MARINE CORPS AIR GROUND COMBAT CENTER TWENTYNINE PALMS, Calif. --
In August of 1990, Saddam Hussein invaded Kuwait. Within two weeks, the Marines of 3rd Light Armored Reconnaissance Battalion deployed and were on the by the Aug. 16. Once the air war started, the Wolf Pack, as part of Task Force Sheppard, moved immediately up to the border. The first offensive action on the ground in Desert Storm was conducted by the Wolf Pack.
Many Marines and sailors sacrificed their lives as a result of conflicts in the Middle East. On Dec. 7, their brothers in 3rd LAR paid tribute to these fallen heroes with the official opening of Fallen Hero Memorial Park in front of Bldg. 1620.
The park commemorated the 25 fallen heroes of the ‘Wolf Pack’ from Desert Storm and Operation Iraqi Freedom. The memorials within the park featured many characteristics to reflect the strength of the fallen Marines and their enduring courage.
Two large boulders with steel plaques were set symmetrically on both sides of the park. The boulders represent strength and the steel plaques determination. The left plaque was engraved with the names of the fallen brothers from Desert Storm and the right listed those from OIF. Three palm trees stood representing 3rd LAR as well as endurance and life, and finally the gravel landscaping representing the ruggedness of the Marines, said Lt. Col. Kenneth Kassner, Assistant Chief of Staff, Marine Forces Special Operations Command.
“Everyone who knows the Wolf Pack knows the battalion’s motto: ‘The strength of the pack is the wolf and the strength of the wolf is the pack,’” said Lt. Col. Mark H. Clingan, commanding officer, 3rd LAR. “With this motto, it’s only fitting that we take time to remember those members of the pack that are no longer.”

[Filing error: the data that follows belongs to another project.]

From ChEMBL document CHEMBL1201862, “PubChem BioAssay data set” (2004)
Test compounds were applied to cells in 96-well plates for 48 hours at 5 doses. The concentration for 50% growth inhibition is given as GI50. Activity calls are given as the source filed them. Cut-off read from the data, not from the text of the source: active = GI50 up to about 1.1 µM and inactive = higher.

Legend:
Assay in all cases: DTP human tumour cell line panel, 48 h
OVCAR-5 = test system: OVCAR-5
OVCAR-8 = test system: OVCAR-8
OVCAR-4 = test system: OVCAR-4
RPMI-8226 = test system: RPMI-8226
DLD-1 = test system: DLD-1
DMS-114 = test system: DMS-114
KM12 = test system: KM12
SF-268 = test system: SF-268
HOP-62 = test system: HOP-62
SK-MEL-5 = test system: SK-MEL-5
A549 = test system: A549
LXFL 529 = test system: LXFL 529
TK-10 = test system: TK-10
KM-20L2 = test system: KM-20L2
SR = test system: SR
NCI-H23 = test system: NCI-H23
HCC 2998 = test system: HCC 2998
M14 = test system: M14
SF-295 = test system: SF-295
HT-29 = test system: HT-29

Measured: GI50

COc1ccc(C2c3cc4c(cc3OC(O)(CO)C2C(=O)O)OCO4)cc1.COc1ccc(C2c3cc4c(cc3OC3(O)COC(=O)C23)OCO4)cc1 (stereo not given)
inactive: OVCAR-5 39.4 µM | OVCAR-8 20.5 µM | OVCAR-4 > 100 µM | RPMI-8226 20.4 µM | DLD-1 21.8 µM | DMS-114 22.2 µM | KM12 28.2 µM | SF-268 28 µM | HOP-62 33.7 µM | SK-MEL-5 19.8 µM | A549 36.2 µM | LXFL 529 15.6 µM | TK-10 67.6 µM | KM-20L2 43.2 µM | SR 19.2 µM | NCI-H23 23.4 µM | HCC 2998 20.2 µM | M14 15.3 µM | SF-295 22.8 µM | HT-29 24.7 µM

The opening of the memorial was distinguished with a dedication ceremony bringing together Wolf Pack Marines, past and present, and the families of the Marines who had made the ultimate sacrifice in battle. Although the park was completed more than 18 months ago, the battalion postponed the ceremony until a time when the families could attend.
The battalion formed up in their Service Bravo uniforms behind the honored guests, who were seated in chairs set directly in front of the memorial. Twenty-five battlefield crosses, representing the 25 who were lost, were aligned across the gravel.
As each name of the 25 was called, a Marine stepped out of a formation at the side of the memorial to finish the battlefield cross by hanging dog tags adorning the name of the fallen hero.
“The way we are going to honor these men is by doing events like we have here today,” said retired Col. Jeffrey A. Powers, a former wolf pack Marine. “By bringing their names up, by telling their story.”